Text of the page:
Radiation may help detect explosives
Radiation similar to that used to treat cancer may some day help detect explosive powder hidden underneath clothing.
Washington: Radiation similar to that used to treat cancer may some day help detect explosive powder hidden underneath clothing.
The mechanism operates in the Terahertz gap - the range between microwave and infrared frequencies. Until now, scientists have not been able to tap into these frequencies with much success.
The novel radiation mechanism developed by University of Central Florida physicist Richard Klemm and a team of scientists in Japan also could help doctors more directly target cancer and many other diseases.
"It`s a small range but these frequencies are the important ones absorbed by biochemical molecules," Klemm said.
Instead of simply using radiation to kill tumours, this technique may offer a more direct way to track down what`s ailing a patient, the journal Physical Review Letters reported.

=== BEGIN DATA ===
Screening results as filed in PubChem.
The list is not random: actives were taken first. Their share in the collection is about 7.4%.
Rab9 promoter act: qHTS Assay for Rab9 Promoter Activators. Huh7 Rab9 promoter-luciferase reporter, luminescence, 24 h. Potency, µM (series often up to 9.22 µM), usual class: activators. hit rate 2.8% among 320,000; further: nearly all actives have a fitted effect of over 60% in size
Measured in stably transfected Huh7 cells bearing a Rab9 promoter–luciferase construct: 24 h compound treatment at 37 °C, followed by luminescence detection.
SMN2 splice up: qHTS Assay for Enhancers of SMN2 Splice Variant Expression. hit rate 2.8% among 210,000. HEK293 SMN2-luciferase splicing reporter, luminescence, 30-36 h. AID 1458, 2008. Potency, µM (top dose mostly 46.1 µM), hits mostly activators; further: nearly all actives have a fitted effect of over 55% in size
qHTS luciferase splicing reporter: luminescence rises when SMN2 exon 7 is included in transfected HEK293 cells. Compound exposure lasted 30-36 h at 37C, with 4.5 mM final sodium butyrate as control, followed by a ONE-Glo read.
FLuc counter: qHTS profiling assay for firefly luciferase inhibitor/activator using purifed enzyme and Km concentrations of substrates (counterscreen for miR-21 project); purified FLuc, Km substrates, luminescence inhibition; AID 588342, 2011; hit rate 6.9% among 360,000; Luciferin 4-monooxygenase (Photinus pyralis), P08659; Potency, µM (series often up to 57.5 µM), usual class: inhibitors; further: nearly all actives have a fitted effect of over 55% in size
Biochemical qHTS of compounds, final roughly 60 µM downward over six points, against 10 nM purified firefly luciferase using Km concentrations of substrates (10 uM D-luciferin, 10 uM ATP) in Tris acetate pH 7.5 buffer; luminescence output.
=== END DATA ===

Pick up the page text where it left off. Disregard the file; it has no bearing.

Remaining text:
"Our mechanism could be used to detect the amino acids in DNA, which may be linked to specific diseases. That means it`s a good diagnostic tool," Klemm said.
Medicine is just the beginning. The mechanism could be used to track tiny traces of explosives hidden under clothing, a tool that could prevent terrorist attacks, a University of Central Florida release said.
The technique also could be used to trace and potentially destroy specific chemicals that damage the environment and our bodies.
"These applications are still years away, but this is a significant progress and we`re very excited," said Klemm, a pioneer in the field of layered superconductivity.